The publication of the Legal Advice led to the next act of the Brexit drama. The hard right of the Conservative Party, clustered around the European Research Group (ERG) faction led by North Somerset MP Jacob Rees-Mogg, was incensed about the Northern Ireland Protocol. So was the Democratic Unionist Party (DUP), the minor political force propping up Prime Minister May’s minority government in the House of Commons by virtue of a confidence-and-supply agreement. The reason? The Northern Ireland Protocol and the backstop arrangement, especially its creation of a de facto (if not de jure) regulatory border between Great Britain and Northern Ireland – thus treating the latter differently than the rest of the United Kingdom. The prominent role to be played by the CJEU and the financial settlement of the UK’s obligations to the EU raised further red flags for the Eurosceptic, pro-Brexit hard right. At the same time, the minority of Conservative MPs still vociferously mounting the case for a close EU/UK relationship opposed the DWA because, in their view, the UK would be left as a rule-taker, waiting for the proverbial fax from Brussels to align its legislation with the latest stipulations by the European Parliament and Council, or the jurisprudence from the Court of Justice – without the benefits of full membership, and whilst still obliged to make financial commitments until the end of the transition period. With the Labour Party and the other opposition parties also opposed, Prime Minister May pulled the final ratification vote in the House of Commons.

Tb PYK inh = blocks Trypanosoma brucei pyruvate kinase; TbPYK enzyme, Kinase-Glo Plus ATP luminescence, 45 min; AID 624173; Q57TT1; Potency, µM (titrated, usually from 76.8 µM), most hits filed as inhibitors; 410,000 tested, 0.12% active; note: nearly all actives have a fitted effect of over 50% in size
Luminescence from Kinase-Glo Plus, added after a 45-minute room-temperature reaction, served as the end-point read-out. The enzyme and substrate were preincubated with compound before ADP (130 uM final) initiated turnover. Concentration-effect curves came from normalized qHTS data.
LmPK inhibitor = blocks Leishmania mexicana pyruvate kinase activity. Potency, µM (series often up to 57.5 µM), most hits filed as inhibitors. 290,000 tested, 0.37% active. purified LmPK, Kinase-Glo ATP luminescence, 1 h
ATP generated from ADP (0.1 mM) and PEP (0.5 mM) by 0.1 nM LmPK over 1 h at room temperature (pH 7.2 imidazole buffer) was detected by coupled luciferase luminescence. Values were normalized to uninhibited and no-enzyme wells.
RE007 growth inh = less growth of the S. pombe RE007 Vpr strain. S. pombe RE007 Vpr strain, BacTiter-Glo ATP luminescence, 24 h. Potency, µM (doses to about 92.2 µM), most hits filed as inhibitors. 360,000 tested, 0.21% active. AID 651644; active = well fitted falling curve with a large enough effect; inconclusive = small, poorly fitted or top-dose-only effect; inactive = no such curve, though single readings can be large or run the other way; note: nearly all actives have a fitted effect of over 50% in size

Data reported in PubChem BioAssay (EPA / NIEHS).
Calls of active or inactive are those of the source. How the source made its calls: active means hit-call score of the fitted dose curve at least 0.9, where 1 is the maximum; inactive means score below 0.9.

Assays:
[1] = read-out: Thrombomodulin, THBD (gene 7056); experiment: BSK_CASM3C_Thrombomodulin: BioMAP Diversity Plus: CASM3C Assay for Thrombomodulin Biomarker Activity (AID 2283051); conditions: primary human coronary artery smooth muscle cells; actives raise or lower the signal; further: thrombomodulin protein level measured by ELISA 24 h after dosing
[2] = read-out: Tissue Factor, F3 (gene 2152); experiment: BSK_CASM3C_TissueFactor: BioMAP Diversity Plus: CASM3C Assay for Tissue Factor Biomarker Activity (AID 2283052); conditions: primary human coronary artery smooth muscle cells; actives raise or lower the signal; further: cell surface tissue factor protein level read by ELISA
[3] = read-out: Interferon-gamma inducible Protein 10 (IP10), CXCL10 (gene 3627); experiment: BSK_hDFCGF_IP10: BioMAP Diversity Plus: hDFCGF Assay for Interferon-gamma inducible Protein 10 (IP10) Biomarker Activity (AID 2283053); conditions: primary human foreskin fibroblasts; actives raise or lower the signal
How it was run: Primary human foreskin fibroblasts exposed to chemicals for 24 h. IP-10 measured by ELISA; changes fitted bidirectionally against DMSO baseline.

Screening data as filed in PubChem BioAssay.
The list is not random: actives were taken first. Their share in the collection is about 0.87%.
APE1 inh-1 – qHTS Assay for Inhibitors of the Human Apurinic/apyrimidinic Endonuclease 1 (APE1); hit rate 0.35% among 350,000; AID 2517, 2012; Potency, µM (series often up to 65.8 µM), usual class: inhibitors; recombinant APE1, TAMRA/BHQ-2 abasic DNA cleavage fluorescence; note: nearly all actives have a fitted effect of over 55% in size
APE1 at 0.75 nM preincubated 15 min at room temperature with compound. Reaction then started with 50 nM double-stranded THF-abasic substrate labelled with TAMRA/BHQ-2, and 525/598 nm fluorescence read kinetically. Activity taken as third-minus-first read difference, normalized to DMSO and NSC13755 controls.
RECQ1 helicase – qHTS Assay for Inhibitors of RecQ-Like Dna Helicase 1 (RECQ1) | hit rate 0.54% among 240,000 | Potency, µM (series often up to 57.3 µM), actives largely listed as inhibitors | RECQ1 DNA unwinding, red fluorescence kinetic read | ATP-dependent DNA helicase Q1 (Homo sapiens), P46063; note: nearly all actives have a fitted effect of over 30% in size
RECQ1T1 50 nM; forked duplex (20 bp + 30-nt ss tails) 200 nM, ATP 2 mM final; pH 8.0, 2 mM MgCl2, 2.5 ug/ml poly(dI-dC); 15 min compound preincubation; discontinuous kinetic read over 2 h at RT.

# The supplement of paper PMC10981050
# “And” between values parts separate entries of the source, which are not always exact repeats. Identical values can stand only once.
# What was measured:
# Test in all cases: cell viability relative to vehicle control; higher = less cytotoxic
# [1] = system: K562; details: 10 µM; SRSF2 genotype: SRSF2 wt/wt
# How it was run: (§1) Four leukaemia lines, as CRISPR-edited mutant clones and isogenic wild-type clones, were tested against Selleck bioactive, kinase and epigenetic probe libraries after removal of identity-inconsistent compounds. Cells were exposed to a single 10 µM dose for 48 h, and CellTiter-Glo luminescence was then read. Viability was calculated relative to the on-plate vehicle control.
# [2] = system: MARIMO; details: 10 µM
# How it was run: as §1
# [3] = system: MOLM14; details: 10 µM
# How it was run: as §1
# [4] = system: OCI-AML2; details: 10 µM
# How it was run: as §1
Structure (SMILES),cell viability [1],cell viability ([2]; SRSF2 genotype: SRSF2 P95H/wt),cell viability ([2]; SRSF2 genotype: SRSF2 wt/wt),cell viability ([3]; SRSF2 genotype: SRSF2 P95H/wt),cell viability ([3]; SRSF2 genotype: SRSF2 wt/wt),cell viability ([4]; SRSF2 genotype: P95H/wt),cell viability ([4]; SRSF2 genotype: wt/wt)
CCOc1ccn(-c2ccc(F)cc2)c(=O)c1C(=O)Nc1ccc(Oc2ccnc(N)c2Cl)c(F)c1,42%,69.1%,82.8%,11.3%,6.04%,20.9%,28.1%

In a statement to the Commons, she acknowledged that the deal would have been soundly defeated. Naturally, this was seen as a sign of weakness by the Conservative Party’s hard right, which finally got the minimum of 48 signatures from the 318 Conservative Party MPs together to mount an internal no-confidence motion in Theresa May as Leader of the Conservative Party (and effectively, Prime Minister). However, considering the late stage in the Brexit negotiations, the wisdom of changing prime ministers did not appear apparent to political observers – particularly as the EU had made amply clear that no modifications to the text of the DWA would be forthcoming, regardless of who resides in 10 Downing Street. The no-confidence motion was defeated 200-118, this immunizing the Prime Minister from any further leadership challenges (within her own party, that is) for twelve months. Whilst Mr Rees-Mogg and others were left demanding the prime minister’s resignation, there is very little they can do. Meanwhile, it appears as clear as daylight that May is far from an undisputed leader in command of the Conservative Party. Moreover, the Prime Minister had to obtain the acquiescence of the majority of her MPs by promising that she will step aside by the time the 2022 general election comes around. The Prime Minister has been weakened, and it does not exactly render her in a stronger position to extract any concessions from her fellow EU colleagues.